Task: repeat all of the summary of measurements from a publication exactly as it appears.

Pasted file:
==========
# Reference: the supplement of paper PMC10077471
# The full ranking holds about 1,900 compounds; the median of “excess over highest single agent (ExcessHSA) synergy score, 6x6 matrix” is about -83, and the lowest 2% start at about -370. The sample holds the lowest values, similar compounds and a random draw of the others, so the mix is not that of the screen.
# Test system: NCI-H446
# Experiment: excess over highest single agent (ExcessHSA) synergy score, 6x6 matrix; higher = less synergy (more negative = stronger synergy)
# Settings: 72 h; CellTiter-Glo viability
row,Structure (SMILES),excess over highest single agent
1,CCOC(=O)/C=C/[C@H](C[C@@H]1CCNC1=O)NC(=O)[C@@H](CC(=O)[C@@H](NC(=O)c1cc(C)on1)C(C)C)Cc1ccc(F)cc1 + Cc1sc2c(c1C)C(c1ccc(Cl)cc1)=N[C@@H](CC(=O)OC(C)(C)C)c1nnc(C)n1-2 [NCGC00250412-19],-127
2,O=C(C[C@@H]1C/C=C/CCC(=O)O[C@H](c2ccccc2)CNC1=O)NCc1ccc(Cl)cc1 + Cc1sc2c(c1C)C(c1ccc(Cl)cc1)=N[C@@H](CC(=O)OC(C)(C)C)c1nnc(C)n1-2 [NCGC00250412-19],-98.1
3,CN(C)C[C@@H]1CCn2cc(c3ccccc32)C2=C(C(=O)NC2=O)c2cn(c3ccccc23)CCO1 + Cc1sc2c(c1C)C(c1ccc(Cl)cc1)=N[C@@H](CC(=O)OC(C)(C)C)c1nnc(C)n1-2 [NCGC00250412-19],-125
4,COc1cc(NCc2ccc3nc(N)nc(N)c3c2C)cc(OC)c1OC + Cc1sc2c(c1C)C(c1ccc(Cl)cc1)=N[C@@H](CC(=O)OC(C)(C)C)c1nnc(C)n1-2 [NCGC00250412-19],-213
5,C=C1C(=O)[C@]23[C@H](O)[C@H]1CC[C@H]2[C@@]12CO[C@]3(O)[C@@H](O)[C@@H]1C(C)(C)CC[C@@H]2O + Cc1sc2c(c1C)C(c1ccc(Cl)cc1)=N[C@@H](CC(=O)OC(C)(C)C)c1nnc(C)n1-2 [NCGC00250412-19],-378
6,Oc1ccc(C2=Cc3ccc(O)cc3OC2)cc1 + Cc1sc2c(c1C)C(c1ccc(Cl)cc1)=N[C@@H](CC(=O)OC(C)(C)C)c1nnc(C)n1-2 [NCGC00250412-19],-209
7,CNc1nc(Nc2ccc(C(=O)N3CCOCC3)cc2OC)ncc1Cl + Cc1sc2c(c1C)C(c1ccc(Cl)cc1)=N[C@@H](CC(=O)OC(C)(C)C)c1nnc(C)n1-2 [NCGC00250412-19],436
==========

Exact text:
# Reference: the supplement of paper PMC10077471
# The full ranking holds about 1,900 compounds; the median of “excess over highest single agent (ExcessHSA) synergy score, 6x6 matrix” is about -83, and the lowest 2% start at about -370. The sample holds the lowest values, similar compounds and a random draw of the others, so the mix is not that of the screen.
# Test system: NCI-H446
# Experiment: excess over highest single agent (ExcessHSA) synergy score, 6x6 matrix; higher = less synergy (more negative = stronger synergy)
# Settings: 72 h; CellTiter-Glo viability
row,Structure (SMILES),excess over highest single agent
1,CCOC(=O)/C=C/[C@H](C[C@@H]1CCNC1=O)NC(=O)[C@@H](CC(=O)[C@@H](NC(=O)c1cc(C)on1)C(C)C)Cc1ccc(F)cc1 + Cc1sc2c(c1C)C(c1ccc(Cl)cc1)=N[C@@H](CC(=O)OC(C)(C)C)c1nnc(C)n1-2 [NCGC00250412-19],-127
2,O=C(C[C@@H]1C/C=C/CCC(=O)O[C@H](c2ccccc2)CNC1=O)NCc1ccc(Cl)cc1 + Cc1sc2c(c1C)C(c1ccc(Cl)cc1)=N[C@@H](CC(=O)OC(C)(C)C)c1nnc(C)n1-2 [NCGC00250412-19],-98.1
3,CN(C)C[C@@H]1CCn2cc(c3ccccc32)C2=C(C(=O)NC2=O)c2cn(c3ccccc23)CCO1 + Cc1sc2c(c1C)C(c1ccc(Cl)cc1)=N[C@@H](CC(=O)OC(C)(C)C)c1nnc(C)n1-2 [NCGC00250412-19],-125
4,COc1cc(NCc2ccc3nc(N)nc(N)c3c2C)cc(OC)c1OC + Cc1sc2c(c1C)C(c1ccc(Cl)cc1)=N[C@@H](CC(=O)OC(C)(C)C)c1nnc(C)n1-2 [NCGC00250412-19],-213
5,C=C1C(=O)[C@]23[C@H](O)[C@H]1CC[C@H]2[C@@]12CO[C@]3(O)[C@@H](O)[C@@H]1C(C)(C)CC[C@@H]2O + Cc1sc2c(c1C)C(c1ccc(Cl)cc1)=N[C@@H](CC(=O)OC(C)(C)C)c1nnc(C)n1-2 [NCGC00250412-19],-378
6,Oc1ccc(C2=Cc3ccc(O)cc3OC2)cc1 + Cc1sc2c(c1C)C(c1ccc(Cl)cc1)=N[C@@H](CC(=O)OC(C)(C)C)c1nnc(C)n1-2 [NCGC00250412-19],-209
7,CNc1nc(Nc2ccc(C(=O)N3CCOCC3)cc2OC)ncc1Cl + Cc1sc2c(c1C)C(c1ccc(Cl)cc1)=N[C@@H](CC(=O)OC(C)(C)C)c1nnc(C)n1-2 [NCGC00250412-19],436